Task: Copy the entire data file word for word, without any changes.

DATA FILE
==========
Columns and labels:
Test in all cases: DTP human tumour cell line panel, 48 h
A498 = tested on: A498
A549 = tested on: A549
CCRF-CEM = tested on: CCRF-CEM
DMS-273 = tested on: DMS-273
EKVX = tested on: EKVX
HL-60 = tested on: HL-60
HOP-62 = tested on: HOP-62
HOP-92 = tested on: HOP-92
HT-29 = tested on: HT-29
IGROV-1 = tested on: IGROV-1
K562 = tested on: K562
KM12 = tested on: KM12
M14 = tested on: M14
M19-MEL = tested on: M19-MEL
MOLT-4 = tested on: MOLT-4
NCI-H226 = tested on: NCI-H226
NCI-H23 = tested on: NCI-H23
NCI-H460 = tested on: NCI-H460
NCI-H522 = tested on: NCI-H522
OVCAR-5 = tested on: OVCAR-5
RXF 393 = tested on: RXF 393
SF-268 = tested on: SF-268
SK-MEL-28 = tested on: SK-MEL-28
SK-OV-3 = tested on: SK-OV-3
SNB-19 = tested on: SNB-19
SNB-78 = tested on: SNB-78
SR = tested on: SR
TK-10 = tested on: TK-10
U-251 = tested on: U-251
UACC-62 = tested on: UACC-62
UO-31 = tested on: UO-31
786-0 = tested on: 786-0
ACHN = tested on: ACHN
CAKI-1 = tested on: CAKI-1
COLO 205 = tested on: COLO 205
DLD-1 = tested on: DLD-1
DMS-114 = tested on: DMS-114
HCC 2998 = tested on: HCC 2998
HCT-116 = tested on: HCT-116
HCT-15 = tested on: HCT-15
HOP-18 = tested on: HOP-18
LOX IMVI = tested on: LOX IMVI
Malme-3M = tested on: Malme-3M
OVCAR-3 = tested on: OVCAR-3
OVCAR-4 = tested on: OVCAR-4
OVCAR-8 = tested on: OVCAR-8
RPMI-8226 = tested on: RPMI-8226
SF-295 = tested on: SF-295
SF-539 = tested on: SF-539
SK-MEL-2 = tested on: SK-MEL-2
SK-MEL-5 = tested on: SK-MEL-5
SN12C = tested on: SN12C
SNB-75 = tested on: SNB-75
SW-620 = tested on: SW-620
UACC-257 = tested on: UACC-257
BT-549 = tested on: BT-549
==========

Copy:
Columns and labels:
Test in all cases: DTP human tumour cell line panel, 48 h
A498 = tested on: A498
A549 = tested on: A549
CCRF-CEM = tested on: CCRF-CEM
DMS-273 = tested on: DMS-273
EKVX = tested on: EKVX
HL-60 = tested on: HL-60
HOP-62 = tested on: HOP-62
HOP-92 = tested on: HOP-92
HT-29 = tested on: HT-29
IGROV-1 = tested on: IGROV-1
K562 = tested on: K562
KM12 = tested on: KM12
M14 = tested on: M14
M19-MEL = tested on: M19-MEL
MOLT-4 = tested on: MOLT-4
NCI-H226 = tested on: NCI-H226
NCI-H23 = tested on: NCI-H23
NCI-H460 = tested on: NCI-H460
NCI-H522 = tested on: NCI-H522
OVCAR-5 = tested on: OVCAR-5
RXF 393 = tested on: RXF 393
SF-268 = tested on: SF-268
SK-MEL-28 = tested on: SK-MEL-28
SK-OV-3 = tested on: SK-OV-3
SNB-19 = tested on: SNB-19
SNB-78 = tested on: SNB-78
SR = tested on: SR
TK-10 = tested on: TK-10
U-251 = tested on: U-251
UACC-62 = tested on: UACC-62
UO-31 = tested on: UO-31
786-0 = tested on: 786-0
ACHN = tested on: ACHN
CAKI-1 = tested on: CAKI-1
COLO 205 = tested on: COLO 205
DLD-1 = tested on: DLD-1
DMS-114 = tested on: DMS-114
HCC 2998 = tested on: HCC 2998
HCT-116 = tested on: HCT-116
HCT-15 = tested on: HCT-15
HOP-18 = tested on: HOP-18
LOX IMVI = tested on: LOX IMVI
Malme-3M = tested on: Malme-3M
OVCAR-3 = tested on: OVCAR-3
OVCAR-4 = tested on: OVCAR-4
OVCAR-8 = tested on: OVCAR-8
RPMI-8226 = tested on: RPMI-8226
SF-295 = tested on: SF-295
SF-539 = tested on: SF-539
SK-MEL-2 = tested on: SK-MEL-2
SK-MEL-5 = tested on: SK-MEL-5
SN12C = tested on: SN12C
SNB-75 = tested on: SNB-75
SW-620 = tested on: SW-620
UACC-257 = tested on: UACC-257
BT-549 = tested on: BT-549